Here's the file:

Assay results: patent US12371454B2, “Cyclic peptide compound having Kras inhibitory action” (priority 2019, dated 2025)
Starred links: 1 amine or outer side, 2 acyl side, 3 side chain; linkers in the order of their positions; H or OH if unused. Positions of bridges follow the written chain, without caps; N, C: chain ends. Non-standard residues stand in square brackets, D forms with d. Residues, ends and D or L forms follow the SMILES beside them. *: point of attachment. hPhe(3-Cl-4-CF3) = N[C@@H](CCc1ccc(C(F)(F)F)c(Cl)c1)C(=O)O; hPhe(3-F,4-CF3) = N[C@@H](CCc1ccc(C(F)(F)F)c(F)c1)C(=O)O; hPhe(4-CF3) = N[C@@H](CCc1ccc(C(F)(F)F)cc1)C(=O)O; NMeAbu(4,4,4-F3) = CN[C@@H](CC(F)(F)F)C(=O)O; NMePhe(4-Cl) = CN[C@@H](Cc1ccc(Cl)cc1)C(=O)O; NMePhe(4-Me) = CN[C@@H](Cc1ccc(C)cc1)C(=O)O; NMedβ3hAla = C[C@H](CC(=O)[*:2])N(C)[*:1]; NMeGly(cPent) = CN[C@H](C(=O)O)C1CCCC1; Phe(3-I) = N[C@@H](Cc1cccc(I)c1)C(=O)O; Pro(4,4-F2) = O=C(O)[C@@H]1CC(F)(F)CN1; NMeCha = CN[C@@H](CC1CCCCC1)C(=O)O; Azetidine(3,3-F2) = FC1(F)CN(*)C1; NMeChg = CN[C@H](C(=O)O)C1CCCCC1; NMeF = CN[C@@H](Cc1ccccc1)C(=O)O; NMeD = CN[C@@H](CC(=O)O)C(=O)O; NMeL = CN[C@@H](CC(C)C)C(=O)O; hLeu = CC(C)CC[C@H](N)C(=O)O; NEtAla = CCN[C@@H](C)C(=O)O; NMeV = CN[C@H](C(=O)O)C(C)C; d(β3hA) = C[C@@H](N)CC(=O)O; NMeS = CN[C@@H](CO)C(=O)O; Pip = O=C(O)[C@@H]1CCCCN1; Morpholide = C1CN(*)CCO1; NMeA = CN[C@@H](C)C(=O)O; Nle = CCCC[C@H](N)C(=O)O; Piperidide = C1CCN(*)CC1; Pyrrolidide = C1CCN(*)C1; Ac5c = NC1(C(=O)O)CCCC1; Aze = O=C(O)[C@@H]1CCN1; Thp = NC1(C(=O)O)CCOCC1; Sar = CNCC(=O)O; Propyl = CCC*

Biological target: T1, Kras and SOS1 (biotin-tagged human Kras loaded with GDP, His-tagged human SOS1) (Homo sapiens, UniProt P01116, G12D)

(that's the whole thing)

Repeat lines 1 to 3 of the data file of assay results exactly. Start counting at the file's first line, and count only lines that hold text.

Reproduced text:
Assay results: patent US12371454B2, “Cyclic peptide compound having Kras inhibitory action” (priority 2019, dated 2025)
Starred links: 1 amine or outer side, 2 acyl side, 3 side chain; linkers in the order of their positions; H or OH if unused. Positions of bridges follow the written chain, without caps; N, C: chain ends. Non-standard residues stand in square brackets, D forms with d. Residues, ends and D or L forms follow the SMILES beside them. *: point of attachment. hPhe(3-Cl-4-CF3) = N[C@@H](CCc1ccc(C(F)(F)F)c(Cl)c1)C(=O)O; hPhe(3-F,4-CF3) = N[C@@H](CCc1ccc(C(F)(F)F)c(F)c1)C(=O)O; hPhe(4-CF3) = N[C@@H](CCc1ccc(C(F)(F)F)cc1)C(=O)O; NMeAbu(4,4,4-F3) = CN[C@@H](CC(F)(F)F)C(=O)O; NMePhe(4-Cl) = CN[C@@H](Cc1ccc(Cl)cc1)C(=O)O; NMePhe(4-Me) = CN[C@@H](Cc1ccc(C)cc1)C(=O)O; NMedβ3hAla = C[C@H](CC(=O)[*:2])N(C)[*:1]; NMeGly(cPent) = CN[C@H](C(=O)O)C1CCCC1; Phe(3-I) = N[C@@H](Cc1cccc(I)c1)C(=O)O; Pro(4,4-F2) = O=C(O)[C@@H]1CC(F)(F)CN1; NMeCha = CN[C@@H](CC1CCCCC1)C(=O)O; Azetidine(3,3-F2) = FC1(F)CN(*)C1; NMeChg = CN[C@H](C(=O)O)C1CCCCC1; NMeF = CN[C@@H](Cc1ccccc1)C(=O)O; NMeD = CN[C@@H](CC(=O)O)C(=O)O; NMeL = CN[C@@H](CC(C)C)C(=O)O; hLeu = CC(C)CC[C@H](N)C(=O)O; NEtAla = CCN[C@@H](C)C(=O)O; NMeV = CN[C@H](C(=O)O)C(C)C; d(β3hA) = C[C@@H](N)CC(=O)O; NMeS = CN[C@@H](CO)C(=O)O; Pip = O=C(O)[C@@H]1CCCCN1; Morpholide = C1CN(*)CCO1; NMeA = CN[C@@H](C)C(=O)O; Nle = CCCC[C@H](N)C(=O)O; Piperidide = C1CCN(*)CC1; Pyrrolidide = C1CCN(*)C1; Ac5c = NC1(C(=O)O)CCCC1; Aze = O=C(O)[C@@H]1CCN1; Thp = NC1(C(=O)O)CCOCC1; Sar = CNCC(=O)O; Propyl = CCC*

Biological target: T1, Kras and SOS1 (biotin-tagged human Kras loaded with GDP, His-tagged human SOS1) (Homo sapiens, UniProt P01116, G12D)